I got the same shoddy workmanship from Cafe Press, after which I closed my account.  Looks like I'll have to do the same with Zazzle unless it's an isolated incident.

« Reply #38 on: May 22, 2012, 17:52 »
0
I'm a huge fan of Zazzle's mugs.  Excellent quality!

« Reply #39 on: January 30, 2013, 05:03 »
0
Hi all, I'm planning to put my designs up on these POD sites and have been doing some research on them. I think cafepress and zazzle have a higher base price on their products but i love the range of products they provide!

Microbius

« Reply #40 on: January 30, 2013, 05:07 »
0
i decided the only way zazzle would work for me is if i could find someone to design products using my images, otherwise it's way too time consuming.  other sites like redbubble, fineart, etc let you upload ! image, then just click the products you want to support, you dont need to individualy design each product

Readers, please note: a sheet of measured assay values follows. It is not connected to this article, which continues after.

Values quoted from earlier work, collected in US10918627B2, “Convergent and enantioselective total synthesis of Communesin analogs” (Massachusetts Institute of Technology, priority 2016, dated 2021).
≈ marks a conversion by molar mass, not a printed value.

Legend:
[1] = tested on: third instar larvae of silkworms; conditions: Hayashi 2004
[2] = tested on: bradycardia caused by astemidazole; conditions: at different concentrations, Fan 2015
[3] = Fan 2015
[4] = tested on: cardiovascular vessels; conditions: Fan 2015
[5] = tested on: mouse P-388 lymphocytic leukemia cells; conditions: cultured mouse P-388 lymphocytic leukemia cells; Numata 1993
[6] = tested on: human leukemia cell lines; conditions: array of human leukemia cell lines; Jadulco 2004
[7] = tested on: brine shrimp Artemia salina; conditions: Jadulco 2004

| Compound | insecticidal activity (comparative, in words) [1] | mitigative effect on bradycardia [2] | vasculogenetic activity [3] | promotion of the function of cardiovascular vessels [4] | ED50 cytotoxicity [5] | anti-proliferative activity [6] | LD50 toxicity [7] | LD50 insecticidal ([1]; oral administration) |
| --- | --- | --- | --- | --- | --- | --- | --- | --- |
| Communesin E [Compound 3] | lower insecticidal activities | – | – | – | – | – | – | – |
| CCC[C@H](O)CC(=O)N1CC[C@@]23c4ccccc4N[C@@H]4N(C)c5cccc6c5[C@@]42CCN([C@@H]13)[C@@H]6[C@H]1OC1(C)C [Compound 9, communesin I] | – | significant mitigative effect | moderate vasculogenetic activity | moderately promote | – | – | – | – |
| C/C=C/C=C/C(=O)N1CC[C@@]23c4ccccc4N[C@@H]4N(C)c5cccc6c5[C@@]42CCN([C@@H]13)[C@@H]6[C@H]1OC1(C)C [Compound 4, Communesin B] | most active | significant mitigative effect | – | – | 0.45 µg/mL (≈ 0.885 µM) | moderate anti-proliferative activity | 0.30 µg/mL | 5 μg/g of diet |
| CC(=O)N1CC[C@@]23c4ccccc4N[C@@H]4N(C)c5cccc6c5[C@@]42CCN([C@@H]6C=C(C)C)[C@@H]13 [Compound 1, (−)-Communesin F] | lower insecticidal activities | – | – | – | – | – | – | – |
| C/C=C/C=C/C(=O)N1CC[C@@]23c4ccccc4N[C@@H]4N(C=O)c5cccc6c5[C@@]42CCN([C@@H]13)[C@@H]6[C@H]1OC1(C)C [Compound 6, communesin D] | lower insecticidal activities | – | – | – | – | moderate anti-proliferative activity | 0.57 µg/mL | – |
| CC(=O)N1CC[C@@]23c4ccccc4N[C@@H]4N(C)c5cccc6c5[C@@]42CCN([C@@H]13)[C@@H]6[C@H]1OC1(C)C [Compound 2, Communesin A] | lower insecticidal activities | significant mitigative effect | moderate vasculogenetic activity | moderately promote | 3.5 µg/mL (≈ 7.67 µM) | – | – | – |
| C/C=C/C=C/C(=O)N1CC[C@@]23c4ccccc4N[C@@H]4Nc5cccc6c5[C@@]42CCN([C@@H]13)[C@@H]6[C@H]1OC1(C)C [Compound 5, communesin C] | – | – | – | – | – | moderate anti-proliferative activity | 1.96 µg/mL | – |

Did you find someone to do this for you, I have thought about doing a deal with someone to create using my stuff and doing a split but not sure how it would work.

« Reply #41 on: January 30, 2013, 10:33 »
0
i decided the only way zazzle would work for me is if i could find someone to design products using my images, otherwise it's way too time consuming.  other sites like redbubble, fineart, etc let you upload ! image, then just click the products you want to support, you dont need to individualy design each product
Did you find someone to do this for you, I have thought about doing a deal with someone to create using my stuff and doing a split but not sure how it would work.